Dead Space 2 Review

Spoilers ahead, because we’re dead in spaaaaaaaaaaaaaaaaaaace!

When I played Dead Space back in 2008, my first thought was “Wow, this is Doom 3 with a stronger story.” Now before we go any further, understand that unlike some I actually enjoyed Doom 3 to a point. I didn’t enjoy the fact that monster spawning patterns became obvious and predictable after a while, nor did I really approve of “shadow = pitch black” being a viable lighting choice (but to be fair, few others have actually done a unified lighting engine since Doom 3, most game engines are combinations of dynamic lights and lightmapping, while D3 has zero lightmapping), and after a while the game was the same thing again and again. Doom 3 was also really long, which actually doesn’t help when the game grows stale. Then you get to Hell and go “Oh wow cool this is different!” before it’s back to the Delta Labs and into the same thing. D3 had some pacing issues, but hey, it’s Doom, and I’m a sucker for Doom games.

 

 

Shiiiiiiiiiiiiiiiiiiiiiit!

Dead Space reminded me of all the bad things in Doom 3, except every weapon at least has a flashlight to mitigate against the darkness. The storyline was interesting, but after the first few levels, you can easily guess where the next sting moment will be, and it stops being scary after a while. Even the environments started to look the same, so it lost that sense of tension which is what can make a game scary without it even attempting cheap “Boo!” moments. Dead Space was fairly cramped, it had a decent length, it was the same thing over and over again, and it had quick time elements and boss fights with specific weakness points. The two other elements that broke it up were the use of kinesis and stasis (which was frustrating at times) and the zero-gravity gameplay, which was a frustrating exercise that went something like “Can I jump there? Oh, nope. Um… what about there? Oh shit spikes, wish I’d seen that earlier, if they weren’t all brown like everything else.” Seriously the colour pallet might as well just been the colours of turds, pretty much everything was brown. But I’m not here to rant about Dead Space, I’m here to rant about its sequel, because after all Dead Space’s story was at least somewhat entertaining.

The stuff of nightmares… or Doom 3 maybe.

If I wanted to be an arsehole (or alternatively, if I wanted to be lazy) I’d just say that this is Dead Space, except the storyline is slightly different and every setting is a church instead of a mining complex. That wouldn’t be overly accurate, but that’s what I’d use as a one-line summary. A significant portion of the game is spent wandering around a Unitologist church, but there are other places to go. The game takes place on a station around Titan, or what’s left of it after a planet cracking operation. Isaac Clarke is here in a hospital undergoing psychiatric treatment when, out of nowhere, Necromorphs turn up. Just like that. One minute you’re asleep, then shit hits the fan. It’s like “I’m going to get a pie, BRB OMFG MOON BEAST ATTACK HELP.” Clarke is being treated for a mental illness caused by The Marker from the first game. It’s 3 years after we left Clarke, and he remembers nothing apparently. He suffers from disturbing visions, and is haunted by his dead girlfriend Nicole from the first game. Then there’s this chick called Daina who is helping Clarke to escape, and then there’s this patient called Stross who wants Clarke to help destroy The Marker or something…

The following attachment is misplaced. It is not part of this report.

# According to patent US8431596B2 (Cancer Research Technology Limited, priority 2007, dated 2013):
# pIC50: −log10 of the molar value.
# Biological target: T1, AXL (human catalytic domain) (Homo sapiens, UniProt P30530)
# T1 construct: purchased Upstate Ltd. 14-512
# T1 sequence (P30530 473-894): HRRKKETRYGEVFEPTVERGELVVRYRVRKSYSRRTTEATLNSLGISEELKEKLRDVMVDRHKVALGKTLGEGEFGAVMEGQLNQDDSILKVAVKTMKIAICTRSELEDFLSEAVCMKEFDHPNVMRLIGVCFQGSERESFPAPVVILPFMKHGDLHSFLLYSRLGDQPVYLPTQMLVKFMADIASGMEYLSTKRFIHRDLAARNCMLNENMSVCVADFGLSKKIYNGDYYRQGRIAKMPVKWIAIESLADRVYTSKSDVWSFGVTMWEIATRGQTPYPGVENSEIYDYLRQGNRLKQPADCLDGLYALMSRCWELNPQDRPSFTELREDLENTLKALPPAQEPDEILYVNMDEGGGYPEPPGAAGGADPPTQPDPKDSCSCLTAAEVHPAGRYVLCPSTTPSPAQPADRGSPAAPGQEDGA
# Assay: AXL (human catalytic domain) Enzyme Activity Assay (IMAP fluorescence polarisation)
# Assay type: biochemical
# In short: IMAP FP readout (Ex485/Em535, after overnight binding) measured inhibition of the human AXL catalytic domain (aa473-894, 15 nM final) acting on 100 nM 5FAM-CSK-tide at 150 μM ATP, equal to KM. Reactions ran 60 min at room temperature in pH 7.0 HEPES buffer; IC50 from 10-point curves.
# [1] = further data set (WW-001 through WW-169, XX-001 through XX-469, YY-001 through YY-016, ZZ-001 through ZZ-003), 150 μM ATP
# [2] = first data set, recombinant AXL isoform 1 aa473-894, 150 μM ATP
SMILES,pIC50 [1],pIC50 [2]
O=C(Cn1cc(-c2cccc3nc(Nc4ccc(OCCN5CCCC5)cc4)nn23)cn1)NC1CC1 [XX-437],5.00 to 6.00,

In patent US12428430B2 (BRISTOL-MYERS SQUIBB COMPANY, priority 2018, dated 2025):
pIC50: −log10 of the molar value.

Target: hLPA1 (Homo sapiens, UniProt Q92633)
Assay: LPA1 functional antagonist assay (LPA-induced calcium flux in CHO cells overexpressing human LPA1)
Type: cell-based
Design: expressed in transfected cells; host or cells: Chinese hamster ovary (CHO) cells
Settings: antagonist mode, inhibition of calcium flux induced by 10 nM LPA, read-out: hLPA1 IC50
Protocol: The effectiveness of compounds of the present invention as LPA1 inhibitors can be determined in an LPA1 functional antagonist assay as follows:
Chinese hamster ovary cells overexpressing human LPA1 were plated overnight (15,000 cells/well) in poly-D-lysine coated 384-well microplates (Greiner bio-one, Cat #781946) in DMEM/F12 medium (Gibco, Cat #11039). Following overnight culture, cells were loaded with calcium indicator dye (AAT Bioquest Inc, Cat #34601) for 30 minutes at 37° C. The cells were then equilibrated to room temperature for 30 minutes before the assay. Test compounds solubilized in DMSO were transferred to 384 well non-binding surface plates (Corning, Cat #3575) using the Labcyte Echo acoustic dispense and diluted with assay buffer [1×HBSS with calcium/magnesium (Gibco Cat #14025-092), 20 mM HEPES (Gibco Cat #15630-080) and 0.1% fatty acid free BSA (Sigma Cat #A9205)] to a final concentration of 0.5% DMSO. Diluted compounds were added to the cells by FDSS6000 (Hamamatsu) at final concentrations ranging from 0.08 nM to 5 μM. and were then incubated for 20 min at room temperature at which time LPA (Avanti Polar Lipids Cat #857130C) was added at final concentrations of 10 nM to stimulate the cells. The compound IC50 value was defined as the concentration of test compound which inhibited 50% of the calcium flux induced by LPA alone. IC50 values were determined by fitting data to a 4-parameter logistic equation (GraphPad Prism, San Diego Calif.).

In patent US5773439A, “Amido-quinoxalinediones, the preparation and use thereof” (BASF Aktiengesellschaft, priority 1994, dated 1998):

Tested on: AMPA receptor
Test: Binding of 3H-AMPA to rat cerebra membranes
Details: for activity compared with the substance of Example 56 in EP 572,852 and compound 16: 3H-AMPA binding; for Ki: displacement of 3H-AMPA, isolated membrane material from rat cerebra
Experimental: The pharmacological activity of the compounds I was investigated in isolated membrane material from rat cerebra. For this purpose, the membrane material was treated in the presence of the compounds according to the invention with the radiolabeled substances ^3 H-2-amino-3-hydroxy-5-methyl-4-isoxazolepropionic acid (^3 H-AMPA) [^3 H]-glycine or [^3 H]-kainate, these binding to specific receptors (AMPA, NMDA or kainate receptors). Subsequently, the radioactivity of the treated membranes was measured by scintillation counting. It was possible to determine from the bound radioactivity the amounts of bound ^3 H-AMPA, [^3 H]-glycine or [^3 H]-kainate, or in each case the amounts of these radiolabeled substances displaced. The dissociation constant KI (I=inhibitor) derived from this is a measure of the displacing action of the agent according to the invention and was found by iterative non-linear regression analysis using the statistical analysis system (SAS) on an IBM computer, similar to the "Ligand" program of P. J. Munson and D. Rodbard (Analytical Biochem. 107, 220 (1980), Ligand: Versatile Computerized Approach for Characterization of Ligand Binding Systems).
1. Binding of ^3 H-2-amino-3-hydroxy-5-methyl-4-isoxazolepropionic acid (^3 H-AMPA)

I can’t think of a caption for this.

Spoiler warning: Daina is bad. Christ, BIG SURPRISE! Pretty much anybody could see that coming from a mile away; Daina insists on meeting up with Clarke, but when you get there, she’s a Unitologist. I’m pretty sure we all knew that Daina would either be dead/an illusion when we got there, or she’d be a bad guy. Then she dies. This starts an epic space sequence where Clarke gets blown out an airlock, fights some weird monster while clinging to a gunship in space, and then being flung into a previous section of the game. All in about 2 minutes. Talk about confusing, it’s just a bunch of shit going on. It’s not even really epic, it’s one big quicktime event with the occasional aiming exercise with the mouse speed turned down. Give me a break, guys!